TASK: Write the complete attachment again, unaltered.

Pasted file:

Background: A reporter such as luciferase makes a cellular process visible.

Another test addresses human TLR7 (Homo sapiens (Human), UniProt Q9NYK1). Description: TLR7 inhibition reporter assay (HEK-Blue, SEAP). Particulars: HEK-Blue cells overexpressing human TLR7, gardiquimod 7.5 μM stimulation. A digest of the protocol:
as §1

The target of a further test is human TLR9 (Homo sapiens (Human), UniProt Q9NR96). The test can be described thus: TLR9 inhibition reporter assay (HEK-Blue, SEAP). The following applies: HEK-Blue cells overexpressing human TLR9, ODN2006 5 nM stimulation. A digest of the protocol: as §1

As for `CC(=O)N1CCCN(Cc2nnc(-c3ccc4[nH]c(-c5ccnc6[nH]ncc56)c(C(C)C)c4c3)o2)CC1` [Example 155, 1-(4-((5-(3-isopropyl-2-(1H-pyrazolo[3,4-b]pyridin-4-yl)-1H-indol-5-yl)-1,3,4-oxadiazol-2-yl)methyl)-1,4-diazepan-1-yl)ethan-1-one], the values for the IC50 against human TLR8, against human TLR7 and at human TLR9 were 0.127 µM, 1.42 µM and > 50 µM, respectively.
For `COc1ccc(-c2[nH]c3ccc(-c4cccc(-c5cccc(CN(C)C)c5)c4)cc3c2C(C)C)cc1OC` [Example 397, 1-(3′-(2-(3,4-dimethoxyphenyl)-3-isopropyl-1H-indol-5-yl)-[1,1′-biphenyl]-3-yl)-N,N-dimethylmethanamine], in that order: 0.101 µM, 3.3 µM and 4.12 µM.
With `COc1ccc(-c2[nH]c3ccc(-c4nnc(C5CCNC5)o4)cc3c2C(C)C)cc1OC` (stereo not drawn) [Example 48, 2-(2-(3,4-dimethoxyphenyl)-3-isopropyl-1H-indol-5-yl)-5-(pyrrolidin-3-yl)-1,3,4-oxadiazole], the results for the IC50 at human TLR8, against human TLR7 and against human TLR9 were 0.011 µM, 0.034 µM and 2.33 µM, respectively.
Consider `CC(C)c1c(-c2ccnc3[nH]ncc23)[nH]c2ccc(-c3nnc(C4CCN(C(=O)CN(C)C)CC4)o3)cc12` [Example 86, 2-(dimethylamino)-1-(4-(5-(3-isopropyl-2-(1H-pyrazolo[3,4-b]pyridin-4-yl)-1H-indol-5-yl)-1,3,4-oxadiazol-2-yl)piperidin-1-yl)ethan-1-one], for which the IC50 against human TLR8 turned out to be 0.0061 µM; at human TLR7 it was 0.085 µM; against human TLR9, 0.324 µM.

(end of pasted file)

Background: A reporter such as luciferase makes a cellular process visible.

Another test addresses human TLR7 (Homo sapiens (Human), UniProt Q9NYK1). Description: TLR7 inhibition reporter assay (HEK-Blue, SEAP). Particulars: HEK-Blue cells overexpressing human TLR7, gardiquimod 7.5 μM stimulation. A digest of the protocol:
as §1

The target of a further test is human TLR9 (Homo sapiens (Human), UniProt Q9NR96). The test can be described thus: TLR9 inhibition reporter assay (HEK-Blue, SEAP). The following applies: HEK-Blue cells overexpressing human TLR9, ODN2006 5 nM stimulation. A digest of the protocol: as §1

As for `CC(=O)N1CCCN(Cc2nnc(-c3ccc4[nH]c(-c5ccnc6[nH]ncc56)c(C(C)C)c4c3)o2)CC1` [Example 155, 1-(4-((5-(3-isopropyl-2-(1H-pyrazolo[3,4-b]pyridin-4-yl)-1H-indol-5-yl)-1,3,4-oxadiazol-2-yl)methyl)-1,4-diazepan-1-yl)ethan-1-one], the values for the IC50 against human TLR8, against human TLR7 and at human TLR9 were 0.127 µM, 1.42 µM and > 50 µM, respectively.
For `COc1ccc(-c2[nH]c3ccc(-c4cccc(-c5cccc(CN(C)C)c5)c4)cc3c2C(C)C)cc1OC` [Example 397, 1-(3′-(2-(3,4-dimethoxyphenyl)-3-isopropyl-1H-indol-5-yl)-[1,1′-biphenyl]-3-yl)-N,N-dimethylmethanamine], in that order: 0.101 µM, 3.3 µM and 4.12 µM.
With `COc1ccc(-c2[nH]c3ccc(-c4nnc(C5CCNC5)o4)cc3c2C(C)C)cc1OC` (stereo not drawn) [Example 48, 2-(2-(3,4-dimethoxyphenyl)-3-isopropyl-1H-indol-5-yl)-5-(pyrrolidin-3-yl)-1,3,4-oxadiazole], the results for the IC50 at human TLR8, against human TLR7 and against human TLR9 were 0.011 µM, 0.034 µM and 2.33 µM, respectively.
Consider `CC(C)c1c(-c2ccnc3[nH]ncc23)[nH]c2ccc(-c3nnc(C4CCN(C(=O)CN(C)C)CC4)o3)cc12` [Example 86, 2-(dimethylamino)-1-(4-(5-(3-isopropyl-2-(1H-pyrazolo[3,4-b]pyridin-4-yl)-1H-indol-5-yl)-1,3,4-oxadiazol-2-yl)piperidin-1-yl)ethan-1-one], for which the IC50 against human TLR8 turned out to be 0.0061 µM; at human TLR7 it was 0.085 µM; against human TLR9, 0.324 µM.